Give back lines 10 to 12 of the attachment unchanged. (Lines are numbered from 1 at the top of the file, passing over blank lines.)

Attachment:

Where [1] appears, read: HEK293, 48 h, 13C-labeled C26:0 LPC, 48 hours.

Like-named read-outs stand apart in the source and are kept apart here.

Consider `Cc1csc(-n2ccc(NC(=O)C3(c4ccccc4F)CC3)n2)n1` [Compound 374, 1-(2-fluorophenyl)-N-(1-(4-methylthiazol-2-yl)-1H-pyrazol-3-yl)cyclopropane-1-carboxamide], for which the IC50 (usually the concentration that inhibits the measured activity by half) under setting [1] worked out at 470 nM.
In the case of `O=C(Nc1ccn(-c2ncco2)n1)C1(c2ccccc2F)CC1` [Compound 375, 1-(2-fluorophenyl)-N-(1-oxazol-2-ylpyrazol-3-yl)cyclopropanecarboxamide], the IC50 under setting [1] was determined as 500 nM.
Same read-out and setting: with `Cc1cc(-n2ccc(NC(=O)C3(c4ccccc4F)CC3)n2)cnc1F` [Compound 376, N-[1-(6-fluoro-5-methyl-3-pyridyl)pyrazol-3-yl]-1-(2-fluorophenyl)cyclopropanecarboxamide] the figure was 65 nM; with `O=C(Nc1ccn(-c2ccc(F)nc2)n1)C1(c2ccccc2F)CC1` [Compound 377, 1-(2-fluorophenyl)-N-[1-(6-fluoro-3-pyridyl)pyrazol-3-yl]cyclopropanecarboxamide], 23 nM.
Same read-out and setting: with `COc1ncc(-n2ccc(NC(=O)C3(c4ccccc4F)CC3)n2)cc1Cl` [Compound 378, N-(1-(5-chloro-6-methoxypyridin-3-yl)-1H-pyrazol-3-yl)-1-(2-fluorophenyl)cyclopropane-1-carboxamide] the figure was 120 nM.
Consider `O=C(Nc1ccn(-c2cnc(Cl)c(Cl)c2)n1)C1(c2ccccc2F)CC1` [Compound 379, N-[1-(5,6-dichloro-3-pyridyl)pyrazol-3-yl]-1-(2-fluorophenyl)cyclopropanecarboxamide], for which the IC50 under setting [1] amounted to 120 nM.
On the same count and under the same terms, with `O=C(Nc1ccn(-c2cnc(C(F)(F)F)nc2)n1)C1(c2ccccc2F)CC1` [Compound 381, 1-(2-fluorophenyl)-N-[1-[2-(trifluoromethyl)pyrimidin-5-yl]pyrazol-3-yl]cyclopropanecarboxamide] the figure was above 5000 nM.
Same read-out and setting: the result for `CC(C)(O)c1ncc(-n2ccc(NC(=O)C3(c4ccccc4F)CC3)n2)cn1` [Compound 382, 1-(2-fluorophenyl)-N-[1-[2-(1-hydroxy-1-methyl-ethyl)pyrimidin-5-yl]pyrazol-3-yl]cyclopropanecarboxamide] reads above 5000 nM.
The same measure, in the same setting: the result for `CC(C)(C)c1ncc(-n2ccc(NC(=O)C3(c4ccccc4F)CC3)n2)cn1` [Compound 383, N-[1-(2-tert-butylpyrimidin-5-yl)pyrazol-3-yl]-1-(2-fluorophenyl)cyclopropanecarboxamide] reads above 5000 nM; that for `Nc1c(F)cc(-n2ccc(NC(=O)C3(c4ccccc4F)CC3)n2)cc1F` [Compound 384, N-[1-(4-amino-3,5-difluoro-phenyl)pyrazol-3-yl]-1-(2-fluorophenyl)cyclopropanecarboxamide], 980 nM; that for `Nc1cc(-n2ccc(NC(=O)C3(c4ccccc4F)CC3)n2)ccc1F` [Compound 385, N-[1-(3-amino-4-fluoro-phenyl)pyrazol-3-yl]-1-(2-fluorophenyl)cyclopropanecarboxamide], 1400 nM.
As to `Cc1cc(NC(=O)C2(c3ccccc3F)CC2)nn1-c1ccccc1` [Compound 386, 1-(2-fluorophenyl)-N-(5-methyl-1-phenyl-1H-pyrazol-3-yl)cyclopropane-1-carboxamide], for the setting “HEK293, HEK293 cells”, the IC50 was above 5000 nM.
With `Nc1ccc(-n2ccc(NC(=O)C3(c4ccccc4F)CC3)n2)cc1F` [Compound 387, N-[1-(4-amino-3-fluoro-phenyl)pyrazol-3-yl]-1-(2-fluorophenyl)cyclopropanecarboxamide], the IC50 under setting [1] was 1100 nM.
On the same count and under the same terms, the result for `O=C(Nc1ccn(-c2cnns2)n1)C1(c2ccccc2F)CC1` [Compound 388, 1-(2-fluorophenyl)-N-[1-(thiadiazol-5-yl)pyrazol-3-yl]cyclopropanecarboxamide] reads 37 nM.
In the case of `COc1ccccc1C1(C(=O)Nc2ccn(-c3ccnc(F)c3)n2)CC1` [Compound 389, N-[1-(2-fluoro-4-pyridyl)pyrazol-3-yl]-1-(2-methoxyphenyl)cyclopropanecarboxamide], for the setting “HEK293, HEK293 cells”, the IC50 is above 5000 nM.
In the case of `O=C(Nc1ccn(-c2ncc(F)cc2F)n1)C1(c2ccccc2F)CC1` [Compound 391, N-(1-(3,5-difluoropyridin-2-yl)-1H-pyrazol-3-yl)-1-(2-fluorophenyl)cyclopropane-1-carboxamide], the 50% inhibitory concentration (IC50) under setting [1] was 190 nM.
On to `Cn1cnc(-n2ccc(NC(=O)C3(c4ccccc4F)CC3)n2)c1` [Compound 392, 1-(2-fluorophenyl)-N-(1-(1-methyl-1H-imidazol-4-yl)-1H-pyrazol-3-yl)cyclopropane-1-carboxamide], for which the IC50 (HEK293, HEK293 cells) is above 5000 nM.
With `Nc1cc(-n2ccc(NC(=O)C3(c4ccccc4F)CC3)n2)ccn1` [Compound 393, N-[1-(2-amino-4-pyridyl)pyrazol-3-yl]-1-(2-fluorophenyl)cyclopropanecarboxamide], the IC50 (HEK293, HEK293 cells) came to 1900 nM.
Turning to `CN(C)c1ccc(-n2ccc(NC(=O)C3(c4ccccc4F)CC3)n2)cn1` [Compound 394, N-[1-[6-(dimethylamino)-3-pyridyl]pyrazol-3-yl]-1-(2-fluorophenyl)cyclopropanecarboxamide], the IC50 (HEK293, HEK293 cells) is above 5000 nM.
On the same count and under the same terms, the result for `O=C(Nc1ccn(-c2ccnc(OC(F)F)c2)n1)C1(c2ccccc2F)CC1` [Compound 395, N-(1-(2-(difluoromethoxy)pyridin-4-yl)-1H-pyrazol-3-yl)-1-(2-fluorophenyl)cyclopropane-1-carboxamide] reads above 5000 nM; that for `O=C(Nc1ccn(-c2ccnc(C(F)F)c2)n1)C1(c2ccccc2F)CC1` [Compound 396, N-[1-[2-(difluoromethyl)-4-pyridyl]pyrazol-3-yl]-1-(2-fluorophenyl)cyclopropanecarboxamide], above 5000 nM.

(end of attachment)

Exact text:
The same measure, in the same setting: the result for `CC(C)(C)c1ncc(-n2ccc(NC(=O)C3(c4ccccc4F)CC3)n2)cn1` [Compound 383, N-[1-(2-tert-butylpyrimidin-5-yl)pyrazol-3-yl]-1-(2-fluorophenyl)cyclopropanecarboxamide] reads above 5000 nM; that for `Nc1c(F)cc(-n2ccc(NC(=O)C3(c4ccccc4F)CC3)n2)cc1F` [Compound 384, N-[1-(4-amino-3,5-difluoro-phenyl)pyrazol-3-yl]-1-(2-fluorophenyl)cyclopropanecarboxamide], 980 nM; that for `Nc1cc(-n2ccc(NC(=O)C3(c4ccccc4F)CC3)n2)ccc1F` [Compound 385, N-[1-(3-amino-4-fluoro-phenyl)pyrazol-3-yl]-1-(2-fluorophenyl)cyclopropanecarboxamide], 1400 nM.
As to `Cc1cc(NC(=O)C2(c3ccccc3F)CC2)nn1-c1ccccc1` [Compound 386, 1-(2-fluorophenyl)-N-(5-methyl-1-phenyl-1H-pyrazol-3-yl)cyclopropane-1-carboxamide], for the setting “HEK293, HEK293 cells”, the IC50 was above 5000 nM.
With `Nc1ccc(-n2ccc(NC(=O)C3(c4ccccc4F)CC3)n2)cc1F` [Compound 387, N-[1-(4-amino-3-fluoro-phenyl)pyrazol-3-yl]-1-(2-fluorophenyl)cyclopropanecarboxamide], the IC50 under setting [1] was 1100 nM.